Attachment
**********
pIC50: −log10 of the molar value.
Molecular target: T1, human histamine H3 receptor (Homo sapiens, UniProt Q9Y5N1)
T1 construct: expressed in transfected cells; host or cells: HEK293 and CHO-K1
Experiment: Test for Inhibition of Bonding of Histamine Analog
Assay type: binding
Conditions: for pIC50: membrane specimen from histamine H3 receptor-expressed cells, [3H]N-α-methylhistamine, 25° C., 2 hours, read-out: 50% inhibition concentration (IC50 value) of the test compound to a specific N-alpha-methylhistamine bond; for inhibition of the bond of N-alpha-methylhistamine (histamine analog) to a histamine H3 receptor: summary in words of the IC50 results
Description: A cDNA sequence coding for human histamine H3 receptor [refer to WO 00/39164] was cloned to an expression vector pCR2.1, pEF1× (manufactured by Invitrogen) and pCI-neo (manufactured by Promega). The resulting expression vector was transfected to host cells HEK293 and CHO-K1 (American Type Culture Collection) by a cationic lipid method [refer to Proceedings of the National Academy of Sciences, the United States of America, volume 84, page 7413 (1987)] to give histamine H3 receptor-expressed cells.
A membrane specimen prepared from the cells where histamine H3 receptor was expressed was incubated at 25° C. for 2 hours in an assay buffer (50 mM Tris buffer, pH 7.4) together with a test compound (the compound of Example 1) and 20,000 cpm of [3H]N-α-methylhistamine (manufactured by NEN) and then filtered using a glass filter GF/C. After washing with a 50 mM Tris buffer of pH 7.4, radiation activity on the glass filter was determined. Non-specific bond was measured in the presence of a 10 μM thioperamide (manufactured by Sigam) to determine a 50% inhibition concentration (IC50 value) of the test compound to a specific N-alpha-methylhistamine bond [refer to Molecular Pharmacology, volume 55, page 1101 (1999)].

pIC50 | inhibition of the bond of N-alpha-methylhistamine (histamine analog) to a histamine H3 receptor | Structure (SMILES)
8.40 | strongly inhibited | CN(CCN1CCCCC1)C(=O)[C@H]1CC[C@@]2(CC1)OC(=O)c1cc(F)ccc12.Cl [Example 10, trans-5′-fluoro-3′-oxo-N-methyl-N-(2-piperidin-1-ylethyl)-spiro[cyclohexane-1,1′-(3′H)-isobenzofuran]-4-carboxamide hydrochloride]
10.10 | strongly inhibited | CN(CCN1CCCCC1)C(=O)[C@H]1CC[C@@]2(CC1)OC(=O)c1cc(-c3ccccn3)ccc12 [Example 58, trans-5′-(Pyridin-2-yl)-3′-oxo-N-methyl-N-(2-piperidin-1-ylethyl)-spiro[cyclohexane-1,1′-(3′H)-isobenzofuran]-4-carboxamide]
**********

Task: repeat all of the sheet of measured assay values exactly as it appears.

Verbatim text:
pIC50: −log10 of the molar value.
Molecular target: T1, human histamine H3 receptor (Homo sapiens, UniProt Q9Y5N1)
T1 construct: expressed in transfected cells; host or cells: HEK293 and CHO-K1
Experiment: Test for Inhibition of Bonding of Histamine Analog
Assay type: binding
Conditions: for pIC50: membrane specimen from histamine H3 receptor-expressed cells, [3H]N-α-methylhistamine, 25° C., 2 hours, read-out: 50% inhibition concentration (IC50 value) of the test compound to a specific N-alpha-methylhistamine bond; for inhibition of the bond of N-alpha-methylhistamine (histamine analog) to a histamine H3 receptor: summary in words of the IC50 results
Description: A cDNA sequence coding for human histamine H3 receptor [refer to WO 00/39164] was cloned to an expression vector pCR2.1, pEF1× (manufactured by Invitrogen) and pCI-neo (manufactured by Promega). The resulting expression vector was transfected to host cells HEK293 and CHO-K1 (American Type Culture Collection) by a cationic lipid method [refer to Proceedings of the National Academy of Sciences, the United States of America, volume 84, page 7413 (1987)] to give histamine H3 receptor-expressed cells.
A membrane specimen prepared from the cells where histamine H3 receptor was expressed was incubated at 25° C. for 2 hours in an assay buffer (50 mM Tris buffer, pH 7.4) together with a test compound (the compound of Example 1) and 20,000 cpm of [3H]N-α-methylhistamine (manufactured by NEN) and then filtered using a glass filter GF/C. After washing with a 50 mM Tris buffer of pH 7.4, radiation activity on the glass filter was determined. Non-specific bond was measured in the presence of a 10 μM thioperamide (manufactured by Sigam) to determine a 50% inhibition concentration (IC50 value) of the test compound to a specific N-alpha-methylhistamine bond [refer to Molecular Pharmacology, volume 55, page 1101 (1999)].

pIC50 | inhibition of the bond of N-alpha-methylhistamine (histamine analog) to a histamine H3 receptor | Structure (SMILES)
8.40 | strongly inhibited | CN(CCN1CCCCC1)C(=O)[C@H]1CC[C@@]2(CC1)OC(=O)c1cc(F)ccc12.Cl [Example 10, trans-5′-fluoro-3′-oxo-N-methyl-N-(2-piperidin-1-ylethyl)-spiro[cyclohexane-1,1′-(3′H)-isobenzofuran]-4-carboxamide hydrochloride]
10.10 | strongly inhibited | CN(CCN1CCCCC1)C(=O)[C@H]1CC[C@@]2(CC1)OC(=O)c1cc(-c3ccccn3)ccc12 [Example 58, trans-5′-(Pyridin-2-yl)-3′-oxo-N-methyl-N-(2-piperidin-1-ylethyl)-spiro[cyclohexane-1,1′-(3′H)-isobenzofuran]-4-carboxamide]